Building smarter networks [Day One]

SearchNetworking ANZ's Consulting Editor Ian Yates chats to Dimension Data's Paul Wilkinson about changes in networking technology and how businesses are adapting to the new possibilities they create.

Ian Yates: So what do you see as being the networking hot buttons for businesses today?

Paul Wilkinson: I was catching up with an old friend recently who was telling me he's working on the 100GB over copper bandwidth at the moment, still going through all the committees and everything, but they're actually starting to work on products that are going to be two years out. And that's why they're trying to get 100GB over copper.

Ian Yates: Good luck.

Paul Wilkinson: Yes, he said it looks more like noise when it comes to more than about 50 meters at the moment, but I'm sure they'll get it. Probably the average office is not going to need that for just doing email and moving some Word documents around. Although increasingly we're seeing video to the desktop, things like Tandberg video phones, Cisco's video enablers on their phone. You can buy a little camera, and stick it on. So certainly, the bandwidth requirement is growing. Take a look at high definition video conferencing.

Ian Yates: Yes I've been watching that segment.

Paul Wilkinson: The video quality is amazing, but the sort of bandwidth you use up, at the moment it's just unreasonable. But I think one of the things we've always found with bandwidth is whatever you provide, someone discovers some application that can consume it.

Ian Yates: Yes, I believe data should be described as a gas. It expands to occupy all available space.

Paul Wilkinson: Yes. Certainly one of the things we are seeing with our customers is not so much interest on actual speed but on making the infrastructure smarter. They're trying to authenticate or validate a machine before it gets onto the network. Segmenting people into virtual layers so maybe a guest can plug in and get access to some level of service on the internet, and someone who's brought in their laptop from home and plugs it into their desk, it won't get anywhere because it's not a certified machine.

That's definitely of interest to a lot of people. It's probably an area where there are some issues at the moment, some problems. The other area where we're doing a lot of work is helping people to do what we call zero-plus deployment, so the network boots the machine and having it install itself with a managed image. The problem is then you get a conflicting requirement because you want to have a really smart network that can validate the machine, but at that point when the machine is doing a network install, it's really dumb. Its BIOS hasn't got the fancy client it needs to be able to do that sort of stuff.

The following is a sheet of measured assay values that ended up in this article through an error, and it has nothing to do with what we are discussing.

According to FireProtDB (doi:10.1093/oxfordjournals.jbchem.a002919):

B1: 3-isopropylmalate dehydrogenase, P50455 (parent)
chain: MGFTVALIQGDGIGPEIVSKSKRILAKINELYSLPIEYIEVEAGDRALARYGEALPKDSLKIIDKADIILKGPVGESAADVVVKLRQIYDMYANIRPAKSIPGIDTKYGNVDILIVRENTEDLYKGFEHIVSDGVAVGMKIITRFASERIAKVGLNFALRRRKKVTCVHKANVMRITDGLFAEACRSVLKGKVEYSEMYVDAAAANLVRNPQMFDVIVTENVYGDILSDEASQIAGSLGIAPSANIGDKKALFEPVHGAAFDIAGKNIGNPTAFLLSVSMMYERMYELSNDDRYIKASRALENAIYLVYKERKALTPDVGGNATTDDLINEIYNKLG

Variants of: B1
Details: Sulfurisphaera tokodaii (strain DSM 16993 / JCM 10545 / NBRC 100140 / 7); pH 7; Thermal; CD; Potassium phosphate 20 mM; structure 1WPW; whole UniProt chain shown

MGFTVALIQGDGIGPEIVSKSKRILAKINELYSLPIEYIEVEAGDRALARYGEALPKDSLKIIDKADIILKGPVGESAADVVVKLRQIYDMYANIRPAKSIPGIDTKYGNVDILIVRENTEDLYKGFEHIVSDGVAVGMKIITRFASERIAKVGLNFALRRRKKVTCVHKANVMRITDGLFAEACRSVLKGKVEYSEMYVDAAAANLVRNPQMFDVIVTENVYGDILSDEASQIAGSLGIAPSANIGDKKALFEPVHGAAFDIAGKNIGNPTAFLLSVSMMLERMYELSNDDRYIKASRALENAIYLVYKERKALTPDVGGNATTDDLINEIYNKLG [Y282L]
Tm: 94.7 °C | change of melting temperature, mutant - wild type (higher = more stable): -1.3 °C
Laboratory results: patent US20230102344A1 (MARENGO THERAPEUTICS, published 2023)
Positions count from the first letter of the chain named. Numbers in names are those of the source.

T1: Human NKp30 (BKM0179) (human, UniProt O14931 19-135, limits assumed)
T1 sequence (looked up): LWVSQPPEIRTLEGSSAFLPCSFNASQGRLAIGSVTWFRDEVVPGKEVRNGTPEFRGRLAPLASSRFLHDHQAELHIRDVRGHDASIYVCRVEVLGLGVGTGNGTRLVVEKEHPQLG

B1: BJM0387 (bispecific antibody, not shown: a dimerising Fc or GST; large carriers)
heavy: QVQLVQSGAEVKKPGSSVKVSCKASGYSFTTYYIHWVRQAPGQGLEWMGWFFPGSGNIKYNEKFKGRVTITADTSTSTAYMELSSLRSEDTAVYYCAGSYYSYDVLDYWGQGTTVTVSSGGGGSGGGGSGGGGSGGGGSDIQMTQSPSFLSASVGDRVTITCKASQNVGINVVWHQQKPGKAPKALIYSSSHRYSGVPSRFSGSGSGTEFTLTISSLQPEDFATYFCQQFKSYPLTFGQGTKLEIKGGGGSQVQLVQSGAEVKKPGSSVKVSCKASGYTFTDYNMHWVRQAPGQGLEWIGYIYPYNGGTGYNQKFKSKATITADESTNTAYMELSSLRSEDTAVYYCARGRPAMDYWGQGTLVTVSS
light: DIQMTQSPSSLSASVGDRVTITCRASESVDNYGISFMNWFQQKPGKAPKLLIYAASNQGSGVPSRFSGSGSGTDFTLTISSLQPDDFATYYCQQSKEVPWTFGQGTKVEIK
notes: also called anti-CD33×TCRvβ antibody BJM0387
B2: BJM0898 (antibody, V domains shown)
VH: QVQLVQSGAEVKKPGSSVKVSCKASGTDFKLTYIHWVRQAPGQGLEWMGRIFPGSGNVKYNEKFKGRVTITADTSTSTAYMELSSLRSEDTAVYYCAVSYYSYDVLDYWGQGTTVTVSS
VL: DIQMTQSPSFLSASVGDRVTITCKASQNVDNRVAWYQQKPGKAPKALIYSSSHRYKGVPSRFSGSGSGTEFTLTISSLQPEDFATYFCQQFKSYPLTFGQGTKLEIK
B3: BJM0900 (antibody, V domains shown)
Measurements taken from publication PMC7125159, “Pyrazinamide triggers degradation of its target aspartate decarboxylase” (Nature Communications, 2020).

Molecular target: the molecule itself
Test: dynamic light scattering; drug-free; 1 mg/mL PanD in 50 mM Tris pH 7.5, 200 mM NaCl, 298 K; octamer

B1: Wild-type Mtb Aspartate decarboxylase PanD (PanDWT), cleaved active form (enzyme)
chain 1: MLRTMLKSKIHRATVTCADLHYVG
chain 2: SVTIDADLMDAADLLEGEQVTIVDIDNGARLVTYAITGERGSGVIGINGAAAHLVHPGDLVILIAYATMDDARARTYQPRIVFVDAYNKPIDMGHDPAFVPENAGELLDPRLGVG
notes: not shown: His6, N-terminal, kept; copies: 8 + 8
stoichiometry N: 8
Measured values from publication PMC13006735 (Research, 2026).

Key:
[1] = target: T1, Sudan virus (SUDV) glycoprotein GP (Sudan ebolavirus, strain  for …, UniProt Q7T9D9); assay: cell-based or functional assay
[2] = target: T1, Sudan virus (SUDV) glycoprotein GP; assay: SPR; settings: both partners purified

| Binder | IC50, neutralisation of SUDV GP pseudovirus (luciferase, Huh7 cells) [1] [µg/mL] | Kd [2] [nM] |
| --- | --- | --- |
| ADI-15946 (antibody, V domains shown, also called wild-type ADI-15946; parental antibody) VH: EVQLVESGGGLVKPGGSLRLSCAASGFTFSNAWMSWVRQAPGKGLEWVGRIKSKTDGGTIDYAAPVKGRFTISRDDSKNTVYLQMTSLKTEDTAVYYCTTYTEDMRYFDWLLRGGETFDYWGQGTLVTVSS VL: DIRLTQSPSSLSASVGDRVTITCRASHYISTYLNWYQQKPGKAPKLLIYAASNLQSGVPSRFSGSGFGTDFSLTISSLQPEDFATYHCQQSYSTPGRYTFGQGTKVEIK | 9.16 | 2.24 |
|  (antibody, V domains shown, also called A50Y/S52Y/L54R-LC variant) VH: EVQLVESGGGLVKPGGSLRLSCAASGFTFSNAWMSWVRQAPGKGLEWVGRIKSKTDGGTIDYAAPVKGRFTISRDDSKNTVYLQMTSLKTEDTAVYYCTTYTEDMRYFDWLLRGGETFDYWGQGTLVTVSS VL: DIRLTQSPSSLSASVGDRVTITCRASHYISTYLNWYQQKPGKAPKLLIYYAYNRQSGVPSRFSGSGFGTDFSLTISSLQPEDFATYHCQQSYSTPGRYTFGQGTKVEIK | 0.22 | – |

You find there's a Catch-22 about what's actually possible, because you want to net boot off your actual directory and your file server infrastructure. And that's all stuff you're trying to protect. But it needs to be on the exposed internal LANs so you can net boot off it and get an image on there. There are some challenges there.

Ian Yates: Are we putting embedded smarts in the NIC to handle that sort of thing?

Paul Wilkinson: Yes, that's going to happen, I mean the boot ROM that's on the motherboard or on the NIC today is probably not that much different from the boot ROM that was around when we were running diskless work stations back in the mid 80s.

Perhaps it's even going to require vendors like DELL or someone like that to get involved so that when they build your machine for you, they can code some specific keys or user password into the hardware.

Ian Yates: So some sort of corporate identity for that machine.

Paul Wilkinson: Yes, so I can't just go and buy a machine at say, Dick Smith, and plug it in and have it use itself with my corporate image. That's the sort of stuff that all has to be worked out for standard use.

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